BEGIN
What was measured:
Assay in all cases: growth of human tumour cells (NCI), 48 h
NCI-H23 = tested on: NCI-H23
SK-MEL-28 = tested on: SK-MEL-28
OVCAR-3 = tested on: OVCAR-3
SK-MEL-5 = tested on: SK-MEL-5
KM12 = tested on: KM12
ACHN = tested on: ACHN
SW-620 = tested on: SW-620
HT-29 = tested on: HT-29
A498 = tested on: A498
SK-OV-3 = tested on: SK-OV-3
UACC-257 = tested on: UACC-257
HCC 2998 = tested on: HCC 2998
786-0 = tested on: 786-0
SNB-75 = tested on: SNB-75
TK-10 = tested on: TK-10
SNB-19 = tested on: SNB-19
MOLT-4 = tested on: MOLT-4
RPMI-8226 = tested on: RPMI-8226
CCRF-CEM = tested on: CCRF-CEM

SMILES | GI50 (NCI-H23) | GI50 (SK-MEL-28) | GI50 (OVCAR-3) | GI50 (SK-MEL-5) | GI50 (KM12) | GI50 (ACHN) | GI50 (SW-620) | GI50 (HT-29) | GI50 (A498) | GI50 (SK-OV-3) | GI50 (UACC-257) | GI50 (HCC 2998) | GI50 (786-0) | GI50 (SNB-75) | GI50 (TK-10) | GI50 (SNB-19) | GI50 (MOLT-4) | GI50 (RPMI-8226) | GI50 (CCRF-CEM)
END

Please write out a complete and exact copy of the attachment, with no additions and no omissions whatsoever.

What was measured:
Assay in all cases: growth of human tumour cells (NCI), 48 h
NCI-H23 = tested on: NCI-H23
SK-MEL-28 = tested on: SK-MEL-28
OVCAR-3 = tested on: OVCAR-3
SK-MEL-5 = tested on: SK-MEL-5
KM12 = tested on: KM12
ACHN = tested on: ACHN
SW-620 = tested on: SW-620
HT-29 = tested on: HT-29
A498 = tested on: A498
SK-OV-3 = tested on: SK-OV-3
UACC-257 = tested on: UACC-257
HCC 2998 = tested on: HCC 2998
786-0 = tested on: 786-0
SNB-75 = tested on: SNB-75
TK-10 = tested on: TK-10
SNB-19 = tested on: SNB-19
MOLT-4 = tested on: MOLT-4
RPMI-8226 = tested on: RPMI-8226
CCRF-CEM = tested on: CCRF-CEM

SMILES | GI50 (NCI-H23) | GI50 (SK-MEL-28) | GI50 (OVCAR-3) | GI50 (SK-MEL-5) | GI50 (KM12) | GI50 (ACHN) | GI50 (SW-620) | GI50 (HT-29) | GI50 (A498) | GI50 (SK-OV-3) | GI50 (UACC-257) | GI50 (HCC 2998) | GI50 (786-0) | GI50 (SNB-75) | GI50 (TK-10) | GI50 (SNB-19) | GI50 (MOLT-4) | GI50 (RPMI-8226) | GI50 (CCRF-CEM)